Back in 1979, Chris Tyler, chief executive and managing director of software company Solution 6, stumbled on a video jukebox and instantly saw its potential. As a university student operating a restaurant and nightclub, he was `just smitten by this technology'.
Tyler says he experienced an immediate vision of its potential business applications to provide information, and where something like multimedia could go. Since that day, he has spent his life involved with these technologies. `Today the Internet is the evolution of those early digital multimedia applications.'
Tyler is, in fact, passionate about technology. He is one of those people who become animated when they talk about where it has come from, and where it is all going.
He describes how he had envisaged a rapid development of multimedia and the Internet - occurring a lot faster than it actually has - but had not realised how big it would become. `So it's gone slower but broader.'
Three years ago Tyler was recruited by Solution 6 to manage its global operations and turn the com-pany around.
Tyler felt that Solution 6 had lost its way in terms of execution and product delivery, but looked to be an exciting challenge because it was `in a strategic position to shape'.
He says the company's background in account- ing software and business-based Internet services meant it was in a unique position as a business operation to develop applications and services around e-commerce.
It was Tyler's views on accounting software and the impact of the Internet on commerce in general which most excited him about the position. `I have a passion for the Internet and software personally, so that was very inviting,' Tyler says.
`When this offer came up it was something which was well suited for my skills, was an environment I wanted to be in, and appeared a very interesting challenge.'
Prior to joining Solution 6, Tyler had spent time working for consulting firm A.T. Kearney, as well as spending two years with Telecom New Zealand. During his career, he has also been chief executive of four software companies. Tyler believes his past experience suited the role at Solution 6, which involved taking over management of the company from the founders.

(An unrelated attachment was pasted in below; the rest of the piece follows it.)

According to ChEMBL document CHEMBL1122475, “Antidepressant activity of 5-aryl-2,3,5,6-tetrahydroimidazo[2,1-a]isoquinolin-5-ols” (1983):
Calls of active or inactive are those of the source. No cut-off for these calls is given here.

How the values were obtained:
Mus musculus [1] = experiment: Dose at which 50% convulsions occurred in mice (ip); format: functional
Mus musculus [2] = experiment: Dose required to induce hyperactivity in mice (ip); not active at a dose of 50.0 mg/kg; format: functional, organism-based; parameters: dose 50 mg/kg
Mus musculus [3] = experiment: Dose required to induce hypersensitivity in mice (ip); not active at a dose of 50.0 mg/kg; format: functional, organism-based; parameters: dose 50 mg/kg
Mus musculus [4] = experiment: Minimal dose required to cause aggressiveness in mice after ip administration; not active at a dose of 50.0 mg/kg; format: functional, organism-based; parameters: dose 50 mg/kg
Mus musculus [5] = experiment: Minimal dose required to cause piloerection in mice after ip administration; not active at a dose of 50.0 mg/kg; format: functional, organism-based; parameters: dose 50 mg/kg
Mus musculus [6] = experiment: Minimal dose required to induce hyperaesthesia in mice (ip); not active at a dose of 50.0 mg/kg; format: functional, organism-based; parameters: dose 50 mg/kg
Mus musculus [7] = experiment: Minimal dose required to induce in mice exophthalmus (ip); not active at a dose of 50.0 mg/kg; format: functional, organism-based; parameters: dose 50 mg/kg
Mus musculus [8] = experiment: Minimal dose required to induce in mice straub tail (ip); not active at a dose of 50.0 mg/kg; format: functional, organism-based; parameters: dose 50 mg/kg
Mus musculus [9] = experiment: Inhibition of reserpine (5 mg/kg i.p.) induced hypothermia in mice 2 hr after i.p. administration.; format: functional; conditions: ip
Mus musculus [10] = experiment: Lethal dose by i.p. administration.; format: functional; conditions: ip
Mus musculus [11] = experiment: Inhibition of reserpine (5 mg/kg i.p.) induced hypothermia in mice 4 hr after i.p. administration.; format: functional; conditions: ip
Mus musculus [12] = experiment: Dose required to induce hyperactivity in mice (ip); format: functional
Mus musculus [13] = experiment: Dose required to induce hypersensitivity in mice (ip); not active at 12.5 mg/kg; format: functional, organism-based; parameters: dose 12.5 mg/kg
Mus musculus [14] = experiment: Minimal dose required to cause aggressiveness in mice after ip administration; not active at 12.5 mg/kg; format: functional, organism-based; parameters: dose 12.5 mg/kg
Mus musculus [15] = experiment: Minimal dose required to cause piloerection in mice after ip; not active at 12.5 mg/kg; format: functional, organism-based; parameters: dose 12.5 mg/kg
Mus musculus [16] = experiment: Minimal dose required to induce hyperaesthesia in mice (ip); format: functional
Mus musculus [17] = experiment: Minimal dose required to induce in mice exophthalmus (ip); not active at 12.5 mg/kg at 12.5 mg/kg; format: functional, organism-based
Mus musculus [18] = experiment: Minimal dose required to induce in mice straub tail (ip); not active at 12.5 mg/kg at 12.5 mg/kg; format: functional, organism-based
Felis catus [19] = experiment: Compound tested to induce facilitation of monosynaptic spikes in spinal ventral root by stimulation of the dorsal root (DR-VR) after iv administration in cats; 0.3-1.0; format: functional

`Founders and entrepreneurs are often suited for growing in the early stages of a company, but hit the wall when they get to certain size and scale,' Tyler says. After honing his skills building business processes and procedures to allow companies to operate efficiently on a global scale, his expectations of the role were pretty well met when he joined Solution 6.
Tyler says you never know what you're going to get yourself into until you actually start at a company. `Some components exceeded expectations,' he says. One of the things which struck him when he joined Solution 6 was the level of talent in the organisation.
`It allows us to compete effectively on a global scale.' This involved taking our Australian-based business and building it to compete effectively in the North American and European markets.
After being involved in early Internet technologies for 15 years, Tyler sees the opportunity to package intellectual property for software, and deliver significant value to economic performance and issues.
`As the chief executive of a company, one of my ambitions is to leave a legacy of shaping the way the economy performs and transacts.'
Despite a career involved in technology, and an obvious lifelong interest in it, Tyler says he has disciplined himself not to become carried away by the promise technologies offer. Instead, he says he tries to be a consumer advocate, to drive into developing new products and services the requirements for the non-technically literate. He describes how, in his position, there is a need to have a blend between understanding how the technology works and the business issues involved. `Having that balance is important to being successful.'
Tyler's vision of the future goes beyond the confines of the company he is working for. His focus extends to how technology will develop more generally.
He sees the world currently going through a significant period of change and likens it to the impact of the PC coming to market, and the re-engineering of the mainframe environment.
`The Internet is having a dramatic impact akin to inventions such as electricity, or the railroads, or the auto-mobile.' And Tyler believes the Internet is a more awesome invention.
Tyler believes a more homogenised world will develop, with many cultural barriers being broken down because of the speed and convergence of information delivered over the Internet. `I also see a more efficient economy, and that will have an impact on the cultural businesses of poorer nations . . . and again I view that with a positive lens.'
He also says he is `very excited' about what he sees as the benefits ahead of us for the appli- cation of the Internet to the traditional business environment.
He believes we will see value come through in the next three to five years, with productivity gains coming out of the emerging business-to-business and business-to-consumer Internet environment.